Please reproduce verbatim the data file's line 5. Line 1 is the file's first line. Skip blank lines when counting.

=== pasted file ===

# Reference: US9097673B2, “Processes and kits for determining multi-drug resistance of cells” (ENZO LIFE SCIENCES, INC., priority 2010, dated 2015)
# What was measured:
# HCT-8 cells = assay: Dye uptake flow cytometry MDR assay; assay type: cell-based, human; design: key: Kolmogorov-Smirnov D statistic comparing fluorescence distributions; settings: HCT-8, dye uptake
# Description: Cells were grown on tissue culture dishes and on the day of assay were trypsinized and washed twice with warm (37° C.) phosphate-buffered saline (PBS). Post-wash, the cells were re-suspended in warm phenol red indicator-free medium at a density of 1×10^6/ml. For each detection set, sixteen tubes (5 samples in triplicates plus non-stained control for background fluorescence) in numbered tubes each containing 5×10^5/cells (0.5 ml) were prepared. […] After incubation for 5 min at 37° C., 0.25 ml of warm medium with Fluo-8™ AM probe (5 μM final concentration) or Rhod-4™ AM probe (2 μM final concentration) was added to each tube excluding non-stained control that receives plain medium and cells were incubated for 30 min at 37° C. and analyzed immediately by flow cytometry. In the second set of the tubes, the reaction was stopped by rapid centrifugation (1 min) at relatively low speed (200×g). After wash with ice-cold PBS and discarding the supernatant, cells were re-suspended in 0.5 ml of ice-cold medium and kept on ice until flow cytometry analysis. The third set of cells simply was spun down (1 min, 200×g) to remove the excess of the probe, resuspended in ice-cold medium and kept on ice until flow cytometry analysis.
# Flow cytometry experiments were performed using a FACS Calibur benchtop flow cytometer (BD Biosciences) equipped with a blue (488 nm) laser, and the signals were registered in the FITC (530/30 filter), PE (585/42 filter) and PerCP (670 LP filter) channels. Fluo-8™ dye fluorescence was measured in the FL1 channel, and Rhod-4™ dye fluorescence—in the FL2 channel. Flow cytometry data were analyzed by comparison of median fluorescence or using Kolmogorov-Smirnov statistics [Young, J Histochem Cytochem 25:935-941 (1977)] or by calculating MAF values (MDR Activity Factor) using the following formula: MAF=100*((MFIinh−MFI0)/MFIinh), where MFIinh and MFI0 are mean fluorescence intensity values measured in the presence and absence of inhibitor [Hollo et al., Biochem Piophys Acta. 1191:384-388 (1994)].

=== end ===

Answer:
# Flow cytometry experiments were performed using a FACS Calibur benchtop flow cytometer (BD Biosciences) equipped with a blue (488 nm) laser, and the signals were registered in the FITC (530/30 filter), PE (585/42 filter) and PerCP (670 LP filter) channels. Fluo-8™ dye fluorescence was measured in the FL1 channel, and Rhod-4™ dye fluorescence—in the FL2 channel. Flow cytometry data were analyzed by comparison of median fluorescence or using Kolmogorov-Smirnov statistics [Young, J Histochem Cytochem 25:935-941 (1977)] or by calculating MAF values (MDR Activity Factor) using the following formula: MAF=100*((MFIinh−MFI0)/MFIinh), where MFIinh and MFI0 are mean fluorescence intensity values measured in the presence and absence of inhibitor [Hollo et al., Biochem Piophys Acta. 1191:384-388 (1994)].